After more than three decades of building our nation’s energy infrastructure, she is proud of the important progress that our country made in regards to energy independence, affordability, and increasing access to American natural resources. That was until the Biden Administration’s policies began to undermine American energy development, putting Landis and thousands of other pipeliners out of a job.  

Landis provides firsthand accounts reflecting on her time in the industry, emphasizing that pipelines are the safest, most efficient method to transport oil and gas and strengthen American energy independence:

“For example, I worked on the Dakota Access Pipeline that stretches 1,172 miles across the Dakotas to Illinois, pumping over 750,000 barrels of oil per day, more than 180,000 barrels compared to earlier this year.

Since we completed the project, DAPL has safely operated for four years. However, fringe activists continue to advocate for its shut down.

Despite the protests and vocal opposition, these groups are in the minority, as evidenced by a recent nationwide poll commissioned by the GAIN Coalition and performed by co/Efficient, which found that 8 out of 10 Americans believe that safely operating pipelines should remain active and in use.”

Landis concludes with this key passage:

“The United States has the necessary resources to be energy secure rather than being dependent on international suppliers. However, in order to change our current alarming trajectory, policymakers should prioritize our nation and its workers like my family, who are determined to continue building the necessary infrastructure to deliver reliable and affordable energy to the American people.”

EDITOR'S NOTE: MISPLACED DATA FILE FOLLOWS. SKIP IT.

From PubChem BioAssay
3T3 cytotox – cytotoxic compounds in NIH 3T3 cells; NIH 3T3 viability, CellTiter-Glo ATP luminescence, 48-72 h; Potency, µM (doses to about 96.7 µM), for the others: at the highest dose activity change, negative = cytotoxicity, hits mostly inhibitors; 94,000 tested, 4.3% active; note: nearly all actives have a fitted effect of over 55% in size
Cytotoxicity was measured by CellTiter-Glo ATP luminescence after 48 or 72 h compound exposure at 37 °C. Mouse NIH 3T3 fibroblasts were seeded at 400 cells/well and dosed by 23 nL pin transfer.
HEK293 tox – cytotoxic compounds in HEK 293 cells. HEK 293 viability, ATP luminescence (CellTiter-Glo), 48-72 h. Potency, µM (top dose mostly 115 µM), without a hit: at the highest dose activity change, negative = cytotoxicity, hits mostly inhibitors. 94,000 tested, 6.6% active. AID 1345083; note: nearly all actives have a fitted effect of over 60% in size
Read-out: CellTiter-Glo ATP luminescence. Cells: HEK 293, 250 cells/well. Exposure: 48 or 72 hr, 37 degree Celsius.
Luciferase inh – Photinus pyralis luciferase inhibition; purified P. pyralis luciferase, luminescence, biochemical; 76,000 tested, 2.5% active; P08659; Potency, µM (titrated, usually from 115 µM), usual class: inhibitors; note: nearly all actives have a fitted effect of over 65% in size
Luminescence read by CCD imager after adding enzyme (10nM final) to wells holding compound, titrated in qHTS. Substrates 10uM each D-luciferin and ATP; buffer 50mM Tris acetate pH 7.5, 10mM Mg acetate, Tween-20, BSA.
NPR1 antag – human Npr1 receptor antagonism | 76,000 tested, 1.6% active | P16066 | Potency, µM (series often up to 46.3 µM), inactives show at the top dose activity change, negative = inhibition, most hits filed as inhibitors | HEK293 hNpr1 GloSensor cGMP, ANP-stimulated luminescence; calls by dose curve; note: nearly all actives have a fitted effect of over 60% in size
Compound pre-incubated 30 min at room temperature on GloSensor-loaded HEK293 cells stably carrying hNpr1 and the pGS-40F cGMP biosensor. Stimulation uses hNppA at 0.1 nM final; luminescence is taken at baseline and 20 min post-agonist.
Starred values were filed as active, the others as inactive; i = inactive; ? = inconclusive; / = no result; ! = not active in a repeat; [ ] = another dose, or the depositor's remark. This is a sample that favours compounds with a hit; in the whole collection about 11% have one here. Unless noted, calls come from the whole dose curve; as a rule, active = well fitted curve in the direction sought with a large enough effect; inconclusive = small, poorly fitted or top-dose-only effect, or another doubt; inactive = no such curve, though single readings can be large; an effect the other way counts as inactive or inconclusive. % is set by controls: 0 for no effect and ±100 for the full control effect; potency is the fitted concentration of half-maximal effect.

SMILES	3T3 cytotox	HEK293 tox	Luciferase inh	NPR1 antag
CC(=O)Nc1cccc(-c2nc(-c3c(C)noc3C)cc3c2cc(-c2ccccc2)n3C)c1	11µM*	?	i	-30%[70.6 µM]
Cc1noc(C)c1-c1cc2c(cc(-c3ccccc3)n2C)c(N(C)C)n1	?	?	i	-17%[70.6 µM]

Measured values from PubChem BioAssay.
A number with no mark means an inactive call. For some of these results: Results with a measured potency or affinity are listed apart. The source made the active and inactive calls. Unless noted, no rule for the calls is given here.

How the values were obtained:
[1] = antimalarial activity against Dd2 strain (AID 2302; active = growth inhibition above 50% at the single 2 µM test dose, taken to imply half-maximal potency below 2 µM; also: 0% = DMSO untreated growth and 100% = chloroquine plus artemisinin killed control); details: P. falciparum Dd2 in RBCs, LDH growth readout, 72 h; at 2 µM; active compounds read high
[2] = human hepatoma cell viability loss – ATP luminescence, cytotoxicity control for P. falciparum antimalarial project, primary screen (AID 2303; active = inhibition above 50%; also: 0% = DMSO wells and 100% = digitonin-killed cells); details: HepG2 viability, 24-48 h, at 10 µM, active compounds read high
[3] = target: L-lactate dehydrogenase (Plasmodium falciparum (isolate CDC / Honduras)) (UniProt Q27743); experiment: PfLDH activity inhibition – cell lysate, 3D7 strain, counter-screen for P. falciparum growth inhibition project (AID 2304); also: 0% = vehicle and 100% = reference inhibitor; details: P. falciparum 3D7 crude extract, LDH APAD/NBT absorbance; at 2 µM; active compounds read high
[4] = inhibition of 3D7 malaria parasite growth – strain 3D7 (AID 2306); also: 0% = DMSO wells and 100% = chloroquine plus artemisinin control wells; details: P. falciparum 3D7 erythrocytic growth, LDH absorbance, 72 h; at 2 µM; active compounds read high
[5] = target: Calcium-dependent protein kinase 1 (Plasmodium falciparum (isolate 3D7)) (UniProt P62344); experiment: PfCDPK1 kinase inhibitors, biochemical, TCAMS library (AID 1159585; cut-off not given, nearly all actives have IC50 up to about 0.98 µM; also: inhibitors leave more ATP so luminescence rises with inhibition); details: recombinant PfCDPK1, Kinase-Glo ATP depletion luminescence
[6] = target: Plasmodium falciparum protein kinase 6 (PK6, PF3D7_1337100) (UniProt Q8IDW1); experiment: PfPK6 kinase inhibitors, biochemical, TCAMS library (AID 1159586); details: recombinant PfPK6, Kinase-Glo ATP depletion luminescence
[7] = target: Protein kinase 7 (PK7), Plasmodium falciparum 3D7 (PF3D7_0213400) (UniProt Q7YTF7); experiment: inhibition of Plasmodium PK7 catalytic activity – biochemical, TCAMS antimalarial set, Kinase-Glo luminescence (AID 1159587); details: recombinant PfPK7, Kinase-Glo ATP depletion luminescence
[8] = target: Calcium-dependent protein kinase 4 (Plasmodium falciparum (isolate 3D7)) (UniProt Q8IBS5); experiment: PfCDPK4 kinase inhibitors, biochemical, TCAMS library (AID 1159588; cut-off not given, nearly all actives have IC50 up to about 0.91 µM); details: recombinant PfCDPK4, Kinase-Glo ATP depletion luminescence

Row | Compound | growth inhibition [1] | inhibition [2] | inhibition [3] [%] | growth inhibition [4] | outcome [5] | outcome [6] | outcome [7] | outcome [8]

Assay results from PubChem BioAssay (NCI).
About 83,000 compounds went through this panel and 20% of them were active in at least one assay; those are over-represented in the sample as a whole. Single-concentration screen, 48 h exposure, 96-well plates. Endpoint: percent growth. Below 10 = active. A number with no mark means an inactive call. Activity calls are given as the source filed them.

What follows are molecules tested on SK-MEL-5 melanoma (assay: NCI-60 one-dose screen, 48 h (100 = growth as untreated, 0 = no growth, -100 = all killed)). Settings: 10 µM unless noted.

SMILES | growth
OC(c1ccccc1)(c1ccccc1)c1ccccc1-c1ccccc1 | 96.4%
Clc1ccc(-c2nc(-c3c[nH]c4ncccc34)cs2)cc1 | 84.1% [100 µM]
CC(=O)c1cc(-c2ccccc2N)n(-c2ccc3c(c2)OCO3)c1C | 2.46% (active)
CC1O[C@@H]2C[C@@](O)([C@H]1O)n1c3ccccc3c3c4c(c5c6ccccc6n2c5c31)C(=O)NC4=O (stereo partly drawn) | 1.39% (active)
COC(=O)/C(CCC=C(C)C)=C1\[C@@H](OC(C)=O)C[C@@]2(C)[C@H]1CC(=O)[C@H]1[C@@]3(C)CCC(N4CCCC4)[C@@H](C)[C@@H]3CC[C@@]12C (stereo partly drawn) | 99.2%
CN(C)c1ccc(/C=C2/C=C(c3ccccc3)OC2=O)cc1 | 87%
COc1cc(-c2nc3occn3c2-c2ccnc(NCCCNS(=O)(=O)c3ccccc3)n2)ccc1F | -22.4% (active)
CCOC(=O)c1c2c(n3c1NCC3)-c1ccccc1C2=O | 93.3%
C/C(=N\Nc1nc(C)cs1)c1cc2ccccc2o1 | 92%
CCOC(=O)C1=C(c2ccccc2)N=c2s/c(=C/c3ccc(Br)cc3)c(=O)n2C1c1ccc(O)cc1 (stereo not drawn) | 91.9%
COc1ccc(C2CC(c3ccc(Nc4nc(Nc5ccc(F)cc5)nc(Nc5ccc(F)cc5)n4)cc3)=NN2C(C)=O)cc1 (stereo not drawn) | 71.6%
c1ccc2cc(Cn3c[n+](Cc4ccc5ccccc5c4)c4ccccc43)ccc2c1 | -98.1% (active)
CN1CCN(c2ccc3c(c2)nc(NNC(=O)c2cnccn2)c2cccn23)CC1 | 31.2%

Climate Change Activists, or Hypocrites?

One Michigander is looking to hold climate change activists accountable. Randy Boettjer, of Holland, MI, recently penned a letter in the Holland Sentinel in response to a column authored by two official observers of COP26 in Glasgow.

In his letter, Boettjer calls on climate activists to put their money where their mouth is and cut ties with fossil fuels. But as is made evident through his letter, it is nearly impossible to do so – which is the whole point. Boettjer writes:

Perhaps they could live the next year without using those dirty fossil fuels and come back next year and tell how they did. Of course, they won’t be able to take any more of those plane trips or heat their homes powered by those dirty fossil fuels. No more car trips in fuel-powered cars, or charging their electric vehicles from power plants that use fossil fuels. And they won’t be able to buy solar panels made without fossil fuels as they don’t exist. And of course, they can’t use anything made of plastic from those nasty fossil fuels, that includes phones and computers.